Creditor Will Not Become ‘Financial Creditor’ Under IBC If A Corporate Debtor Has Only Given Security By Pledging Shares, Without Undertaking To Discharge Borrower’s Liability: Supreme Court

first_imgTop StoriesCreditor Will Not Become ‘Financial Creditor’ Under IBC If A Corporate Debtor Has Only Given Security By Pledging Shares, Without Undertaking To Discharge Borrower’s Liability: Supreme Court LIVELAW NEWS NETWORK3 Feb 2021 8:47 PMShare This – xThe Supreme Court has held that if a corporate debtor has only offered security by pledging shares, without undertaking to discharge the borrower’s liability, then the creditor in such a case will not become ‘financial creditor’ as defined under the Insolvency and Bankruptcy Code(IBC).The Court held that such a creditor could be a secured creditor but will not be a financial creditor under…Your free access to Live Law has expiredTo read the article, get a premium account.Your Subscription Supports Independent JournalismSubscription starts from ₹ 599+GST (For 6 Months)View PlansPremium account gives you:Unlimited access to Live Law Archives, Weekly/Monthly Digest, Exclusive Notifications, Comments.Reading experience of Ad Free Version, Petition Copies, Judgement/Order Copies.Subscribe NowAlready a subscriber?LoginThe Supreme Court has held that if a corporate debtor has only offered security by pledging shares, without undertaking to discharge the borrower’s liability, then the creditor in such a case will not become ‘financial creditor’ as defined under the Insolvency and Bankruptcy Code(IBC).The Court held that such a creditor could be a secured creditor but will not be a financial creditor under the IBC entitled to take part in the insolvency resolution process.Referring to precedents, a bench headed by Justice Ashok Bhushan held that “a person having only security interest over the assets of corporate debtor, even if falling within the description of ‘secured creditor’ by virtue of collateral security extended by the corporate debtor, would not be covered by the financial creditors as per definitions contained in sub-section (7) and (8) of Section 5”.The top court was hearing an appeal filed by Phoenix Arc Pvt Ltd challenging the orders of NCLT and NCLAT which upheld the refusal of the interim resolution professional to allow its participation in the resolution process of a corporate debtor named, Doshion Veolia Water Solutions Private Limited.Phoenix Arc was the assignee of a loan of Rs 40 crores advanced by a creditor to the parent company of the corporate debtor. As a security to that loan, the corporate debtor had executed a pledge agreement with the creditor, pledging certain shareholdings in another company.The question before the top court was whether the appellant can be a “financial creditor” solely on the basis of this pledge agreement.Senior Advocate KV Vishwanathan, appearing for the appellant, argued that the appellant will become a “financial creditor” by virtue of Section 5(8)(i) of the IBC, which mentions liability arising out of ‘guarantee or indemnity’.Ms. Ami Jain, counsel appearing for the respondent(IRP), submitted that the appellant is not a creditor as it has no right of recovery of any debt from the corporate debtor and has a limited right of enforcing and realising the value of its security in the shape of the shares held by the corporate debtor in its subsidiary. The pledge is not, in any manner, a guarantee under the Contract Act, it was argued. The Court noted that the pledge agreement in the instant case did not amount to a ‘guarantee’ as defined under Section 126 of the Contract Act, 1872, since it did not contain an undertaking by the corporate debtor to discharge the liability of the borrower.”‘The present is not a case where the corporate debtor has entered into a contract to perform the promise, or discharge the liability of borrower in case of his default. The Pledge Agreement is limited to pledge 40,160 shares as security. The corporate debtor has never promised to discharge the liability of borrower. The Facility Agreement under which the borrower was bound by the terms and conditions and containing his obligation to repay the loan security for performance are all contained in the Facility Agreement.A contract of guarantee contains a guarantee “to perform the promise or discharge the liability of third person in case of his default”. Thus, key words in Section 126 are contract “to perform the promise”, or “discharge the liability”, of a third person. Both the expressions”perform the promise” or “discharge the liability”relate to “a third person”. The Pledge Agreement dated 10.01.2012 does not contain any contract that the promise which was made by the borrower in the Facility Agreement dated 12.05.2011 to discharge the liability of debt of Rs.40 crores is undertaken by the corporate debtor. It was the borrower who had promised to repay the loan of Rs.40 crores in Facility Agreement dated 12.05.2011 and it was borrower who had undertaken to discharge the liability towards lender. The Pledge Agreement dated10.01.2012 does not contain any contract that corporate debtor has contracted to perform the promise, or discharge the liability of the third person. The Pledge Agreement is limited to pledge of40,160 shares of GEL only”.The Court observed that the appellant can at best be termed a “secured creditor”.”The present is also a case where only security was created by the corporate debtor in 40,160 shares of GEL, there was no liability to repay the loan taken by the borrower on the corporate debtor in the present case. At best the Pledge Agreement and Agreement of undertaking executed on10.01.2012, that is, subsequent to Facility Agreement, is security in favour of Lender-Assignor who at best will be secured creditor qua corporate debtor and not the financial creditor qua corporate debtor””This Court held that a person having only security interest over the assets of corporate debtor, even if falling within the description of ‘secured creditor’ by virtue of collateral security extended by the corporate debtor, would not be covered by the financial creditors as per definitions contained in sub-section (7) and (8) of Section 5.What has been held by this Court as noted above is fully attracted in the present case where corporate debtor has only extended a security by pledging 40,160 shares of GEL. The appellant at best will be secured debtor qua above security but shall not be a financial creditor within the meaning of Section 5sub-sections (7) and (8)”.Though the Court held that the appellant was not a ‘financial creditor’ under IBC, it clarified that it was entitled to seek other remedies available under law to enforce the pledge agreement.Case : Phoenix Arc Pvt Ltd v Ketulbhai Ramubhai PatelBench : Justices Ashok Bhushan, R Subhash Reddy and MR ShahCitation : LL 2021 SC 60Click here to read/download the judgmentSubscribe to LiveLaw, enjoy Ad free version and other unlimited features, just INR 599 Click here to Subscribe. All payment options available.loading….Next Storylast_img read more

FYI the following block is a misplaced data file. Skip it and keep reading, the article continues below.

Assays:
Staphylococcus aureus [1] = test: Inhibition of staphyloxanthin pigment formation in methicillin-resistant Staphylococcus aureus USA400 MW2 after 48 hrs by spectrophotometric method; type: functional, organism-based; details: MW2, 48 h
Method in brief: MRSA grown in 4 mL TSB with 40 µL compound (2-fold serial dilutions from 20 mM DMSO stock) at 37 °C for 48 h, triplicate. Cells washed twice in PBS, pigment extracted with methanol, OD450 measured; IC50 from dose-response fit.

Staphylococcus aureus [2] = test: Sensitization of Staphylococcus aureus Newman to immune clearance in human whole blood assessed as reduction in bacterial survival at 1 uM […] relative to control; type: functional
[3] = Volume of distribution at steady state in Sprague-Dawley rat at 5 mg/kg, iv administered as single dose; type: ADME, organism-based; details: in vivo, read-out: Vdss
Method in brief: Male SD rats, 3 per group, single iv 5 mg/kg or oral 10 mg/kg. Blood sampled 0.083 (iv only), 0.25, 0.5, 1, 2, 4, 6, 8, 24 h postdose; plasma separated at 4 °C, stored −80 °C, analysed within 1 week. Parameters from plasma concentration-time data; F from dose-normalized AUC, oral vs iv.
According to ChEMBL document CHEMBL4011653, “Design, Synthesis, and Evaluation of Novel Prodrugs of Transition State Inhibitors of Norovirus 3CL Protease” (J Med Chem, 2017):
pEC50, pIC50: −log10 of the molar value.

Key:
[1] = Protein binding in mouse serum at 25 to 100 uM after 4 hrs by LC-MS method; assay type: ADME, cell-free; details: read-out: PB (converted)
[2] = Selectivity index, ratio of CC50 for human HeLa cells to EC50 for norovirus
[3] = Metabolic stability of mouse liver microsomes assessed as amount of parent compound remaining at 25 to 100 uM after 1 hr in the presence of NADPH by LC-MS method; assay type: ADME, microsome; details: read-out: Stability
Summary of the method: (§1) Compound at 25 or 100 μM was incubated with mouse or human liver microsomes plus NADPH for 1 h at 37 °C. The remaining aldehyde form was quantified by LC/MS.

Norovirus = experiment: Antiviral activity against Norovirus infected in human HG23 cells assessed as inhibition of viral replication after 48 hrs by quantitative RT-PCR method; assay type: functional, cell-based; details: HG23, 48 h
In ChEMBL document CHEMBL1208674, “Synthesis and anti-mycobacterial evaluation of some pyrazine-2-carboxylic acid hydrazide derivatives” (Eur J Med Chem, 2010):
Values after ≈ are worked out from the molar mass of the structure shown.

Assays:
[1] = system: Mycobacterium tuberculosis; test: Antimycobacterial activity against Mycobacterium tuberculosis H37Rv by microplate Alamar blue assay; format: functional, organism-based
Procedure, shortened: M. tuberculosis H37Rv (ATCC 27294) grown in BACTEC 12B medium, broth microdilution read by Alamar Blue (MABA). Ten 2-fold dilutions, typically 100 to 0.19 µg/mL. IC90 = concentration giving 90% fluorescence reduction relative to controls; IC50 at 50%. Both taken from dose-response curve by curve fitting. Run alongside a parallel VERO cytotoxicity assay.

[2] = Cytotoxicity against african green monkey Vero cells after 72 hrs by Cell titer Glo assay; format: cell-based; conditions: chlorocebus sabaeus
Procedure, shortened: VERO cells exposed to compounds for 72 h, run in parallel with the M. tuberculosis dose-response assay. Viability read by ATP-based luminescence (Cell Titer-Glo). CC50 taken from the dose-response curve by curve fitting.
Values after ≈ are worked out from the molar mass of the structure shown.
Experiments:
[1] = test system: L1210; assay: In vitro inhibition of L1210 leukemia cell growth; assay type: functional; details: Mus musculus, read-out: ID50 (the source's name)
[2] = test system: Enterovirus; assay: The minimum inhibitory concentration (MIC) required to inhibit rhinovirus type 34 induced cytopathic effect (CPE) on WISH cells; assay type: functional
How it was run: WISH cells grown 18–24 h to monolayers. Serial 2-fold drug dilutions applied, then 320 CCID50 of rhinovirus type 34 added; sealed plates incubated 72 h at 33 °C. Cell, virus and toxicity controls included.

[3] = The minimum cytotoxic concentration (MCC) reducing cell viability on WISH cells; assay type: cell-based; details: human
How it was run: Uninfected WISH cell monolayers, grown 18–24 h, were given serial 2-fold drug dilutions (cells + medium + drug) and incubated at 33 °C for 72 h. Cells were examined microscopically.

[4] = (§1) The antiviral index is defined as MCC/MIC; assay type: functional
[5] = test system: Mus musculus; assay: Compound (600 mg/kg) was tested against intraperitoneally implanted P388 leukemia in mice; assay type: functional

Continue reading